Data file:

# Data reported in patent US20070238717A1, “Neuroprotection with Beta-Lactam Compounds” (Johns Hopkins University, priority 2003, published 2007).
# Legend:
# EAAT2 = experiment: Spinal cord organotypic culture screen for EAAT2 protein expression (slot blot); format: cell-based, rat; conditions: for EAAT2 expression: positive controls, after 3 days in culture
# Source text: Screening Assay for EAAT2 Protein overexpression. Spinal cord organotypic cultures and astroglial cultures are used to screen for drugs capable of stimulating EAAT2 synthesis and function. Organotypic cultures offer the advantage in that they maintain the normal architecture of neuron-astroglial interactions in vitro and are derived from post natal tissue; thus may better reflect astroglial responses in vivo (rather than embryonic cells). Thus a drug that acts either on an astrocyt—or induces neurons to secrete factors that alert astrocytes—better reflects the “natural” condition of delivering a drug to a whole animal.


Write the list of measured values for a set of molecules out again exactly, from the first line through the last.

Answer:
# Data reported in patent US20070238717A1, “Neuroprotection with Beta-Lactam Compounds” (Johns Hopkins University, priority 2003, published 2007).
# Legend:
# EAAT2 = experiment: Spinal cord organotypic culture screen for EAAT2 protein expression (slot blot); format: cell-based, rat; conditions: for EAAT2 expression: positive controls, after 3 days in culture
# Source text: Screening Assay for EAAT2 Protein overexpression. Spinal cord organotypic cultures and astroglial cultures are used to screen for drugs capable of stimulating EAAT2 synthesis and function. Organotypic cultures offer the advantage in that they maintain the normal architecture of neuron-astroglial interactions in vitro and are derived from post natal tissue; thus may better reflect astroglial responses in vivo (rather than embryonic cells). Thus a drug that acts either on an astrocyt—or induces neurons to secrete factors that alert astrocytes—better reflects the “natural” condition of delivering a drug to a whole animal.